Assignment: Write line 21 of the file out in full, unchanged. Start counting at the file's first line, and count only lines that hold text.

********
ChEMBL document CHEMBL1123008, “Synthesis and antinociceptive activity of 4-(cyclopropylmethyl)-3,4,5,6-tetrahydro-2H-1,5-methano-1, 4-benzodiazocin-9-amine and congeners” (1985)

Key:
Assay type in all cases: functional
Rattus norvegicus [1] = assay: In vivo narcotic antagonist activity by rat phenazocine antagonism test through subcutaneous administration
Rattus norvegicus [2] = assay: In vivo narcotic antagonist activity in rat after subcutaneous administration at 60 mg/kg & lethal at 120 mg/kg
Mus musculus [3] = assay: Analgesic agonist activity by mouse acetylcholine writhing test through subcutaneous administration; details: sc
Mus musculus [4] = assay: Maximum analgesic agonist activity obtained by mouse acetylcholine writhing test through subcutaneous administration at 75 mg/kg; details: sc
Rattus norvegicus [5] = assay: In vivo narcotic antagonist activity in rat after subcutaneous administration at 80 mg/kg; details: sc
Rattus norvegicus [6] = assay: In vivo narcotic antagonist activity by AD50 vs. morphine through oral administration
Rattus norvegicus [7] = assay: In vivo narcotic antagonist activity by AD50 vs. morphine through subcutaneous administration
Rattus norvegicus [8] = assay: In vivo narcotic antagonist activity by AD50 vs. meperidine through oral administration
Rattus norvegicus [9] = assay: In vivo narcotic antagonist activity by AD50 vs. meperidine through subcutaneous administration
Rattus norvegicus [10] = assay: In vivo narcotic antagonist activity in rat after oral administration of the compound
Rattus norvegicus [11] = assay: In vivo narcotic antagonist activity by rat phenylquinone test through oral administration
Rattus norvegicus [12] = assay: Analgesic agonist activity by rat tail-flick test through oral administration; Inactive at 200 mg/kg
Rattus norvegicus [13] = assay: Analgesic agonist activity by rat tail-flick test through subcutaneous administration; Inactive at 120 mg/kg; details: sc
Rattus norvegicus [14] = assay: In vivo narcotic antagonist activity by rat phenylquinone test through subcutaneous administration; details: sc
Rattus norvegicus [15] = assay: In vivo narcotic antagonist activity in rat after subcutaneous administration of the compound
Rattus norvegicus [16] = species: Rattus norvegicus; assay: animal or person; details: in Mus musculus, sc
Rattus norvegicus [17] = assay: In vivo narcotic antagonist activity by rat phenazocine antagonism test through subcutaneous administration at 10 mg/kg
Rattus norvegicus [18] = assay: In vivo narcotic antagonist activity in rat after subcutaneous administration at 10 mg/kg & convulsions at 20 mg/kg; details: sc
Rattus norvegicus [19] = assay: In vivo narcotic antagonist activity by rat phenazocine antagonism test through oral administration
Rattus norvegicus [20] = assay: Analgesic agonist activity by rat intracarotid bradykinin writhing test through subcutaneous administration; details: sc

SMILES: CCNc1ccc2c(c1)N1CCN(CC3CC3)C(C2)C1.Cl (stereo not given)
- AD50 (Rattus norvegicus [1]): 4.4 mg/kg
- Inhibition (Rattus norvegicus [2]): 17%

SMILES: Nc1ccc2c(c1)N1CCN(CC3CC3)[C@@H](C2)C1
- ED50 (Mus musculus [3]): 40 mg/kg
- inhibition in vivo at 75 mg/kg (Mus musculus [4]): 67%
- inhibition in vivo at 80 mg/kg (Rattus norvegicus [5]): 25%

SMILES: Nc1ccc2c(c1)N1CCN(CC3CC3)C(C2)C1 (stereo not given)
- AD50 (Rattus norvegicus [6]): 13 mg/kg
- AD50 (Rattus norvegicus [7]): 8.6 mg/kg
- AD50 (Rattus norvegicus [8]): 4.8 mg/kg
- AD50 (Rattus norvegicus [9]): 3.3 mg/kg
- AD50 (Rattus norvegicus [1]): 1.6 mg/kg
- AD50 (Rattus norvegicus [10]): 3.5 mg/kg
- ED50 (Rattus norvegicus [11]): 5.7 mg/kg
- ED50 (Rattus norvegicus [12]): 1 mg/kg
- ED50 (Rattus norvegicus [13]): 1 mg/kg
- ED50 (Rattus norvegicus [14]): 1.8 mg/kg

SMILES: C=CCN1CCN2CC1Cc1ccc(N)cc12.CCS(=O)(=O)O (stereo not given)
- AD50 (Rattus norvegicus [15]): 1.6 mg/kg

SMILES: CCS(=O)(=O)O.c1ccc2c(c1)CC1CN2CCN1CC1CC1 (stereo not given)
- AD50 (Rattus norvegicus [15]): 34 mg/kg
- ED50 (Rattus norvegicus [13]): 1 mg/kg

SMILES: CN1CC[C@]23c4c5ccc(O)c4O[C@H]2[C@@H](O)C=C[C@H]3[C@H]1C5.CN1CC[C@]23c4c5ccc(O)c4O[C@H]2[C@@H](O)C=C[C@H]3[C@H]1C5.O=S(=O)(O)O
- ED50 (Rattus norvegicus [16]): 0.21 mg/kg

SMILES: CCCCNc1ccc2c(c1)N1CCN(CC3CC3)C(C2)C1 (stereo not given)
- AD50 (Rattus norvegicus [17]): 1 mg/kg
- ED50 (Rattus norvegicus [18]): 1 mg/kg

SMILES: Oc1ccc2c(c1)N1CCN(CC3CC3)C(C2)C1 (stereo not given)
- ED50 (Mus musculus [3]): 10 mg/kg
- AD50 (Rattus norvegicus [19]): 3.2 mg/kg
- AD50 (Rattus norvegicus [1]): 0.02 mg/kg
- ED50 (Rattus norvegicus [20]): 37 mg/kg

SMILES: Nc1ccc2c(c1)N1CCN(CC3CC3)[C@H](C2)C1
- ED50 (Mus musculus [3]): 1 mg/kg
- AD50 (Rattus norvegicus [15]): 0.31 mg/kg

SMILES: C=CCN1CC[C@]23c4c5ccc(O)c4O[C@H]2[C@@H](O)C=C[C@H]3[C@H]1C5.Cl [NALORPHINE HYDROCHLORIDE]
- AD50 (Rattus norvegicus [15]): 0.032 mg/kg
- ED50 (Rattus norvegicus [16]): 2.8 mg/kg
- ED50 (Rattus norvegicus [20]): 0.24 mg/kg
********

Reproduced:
Rattus norvegicus [18] = assay: In vivo narcotic antagonist activity in rat after subcutaneous administration at 10 mg/kg & convulsions at 20 mg/kg; details: sc